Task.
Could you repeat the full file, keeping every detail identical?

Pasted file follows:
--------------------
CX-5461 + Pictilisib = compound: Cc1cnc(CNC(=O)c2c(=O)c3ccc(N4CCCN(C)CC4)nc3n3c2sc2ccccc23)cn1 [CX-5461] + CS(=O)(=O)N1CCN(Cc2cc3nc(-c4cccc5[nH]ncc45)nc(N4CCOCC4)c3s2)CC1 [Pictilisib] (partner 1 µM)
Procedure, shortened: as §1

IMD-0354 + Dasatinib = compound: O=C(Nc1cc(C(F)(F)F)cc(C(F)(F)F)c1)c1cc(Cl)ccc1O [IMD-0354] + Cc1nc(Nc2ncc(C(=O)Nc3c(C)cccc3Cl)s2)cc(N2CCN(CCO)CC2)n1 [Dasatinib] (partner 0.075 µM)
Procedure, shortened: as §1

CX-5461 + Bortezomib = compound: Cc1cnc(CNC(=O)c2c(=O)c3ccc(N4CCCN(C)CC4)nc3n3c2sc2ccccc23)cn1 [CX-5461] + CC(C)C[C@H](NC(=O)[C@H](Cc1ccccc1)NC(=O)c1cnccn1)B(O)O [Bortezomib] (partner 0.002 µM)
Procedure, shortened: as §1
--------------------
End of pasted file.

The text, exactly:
CX-5461 + Pictilisib = compound: Cc1cnc(CNC(=O)c2c(=O)c3ccc(N4CCCN(C)CC4)nc3n3c2sc2ccccc23)cn1 [CX-5461] + CS(=O)(=O)N1CCN(Cc2cc3nc(-c4cccc5[nH]ncc45)nc(N4CCOCC4)c3s2)CC1 [Pictilisib] (partner 1 µM)
Procedure, shortened: as §1

IMD-0354 + Dasatinib = compound: O=C(Nc1cc(C(F)(F)F)cc(C(F)(F)F)c1)c1cc(Cl)ccc1O [IMD-0354] + Cc1nc(Nc2ncc(C(=O)Nc3c(C)cccc3Cl)s2)cc(N2CCN(CCO)CC2)n1 [Dasatinib] (partner 0.075 µM)
Procedure, shortened: as §1

CX-5461 + Bortezomib = compound: Cc1cnc(CNC(=O)c2c(=O)c3ccc(N4CCCN(C)CC4)nc3n3c2sc2ccccc23)cn1 [CX-5461] + CC(C)C[C@H](NC(=O)[C@H](Cc1ccccc1)NC(=O)c1cnccn1)B(O)O [Bortezomib] (partner 0.002 µM)
Procedure, shortened: as §1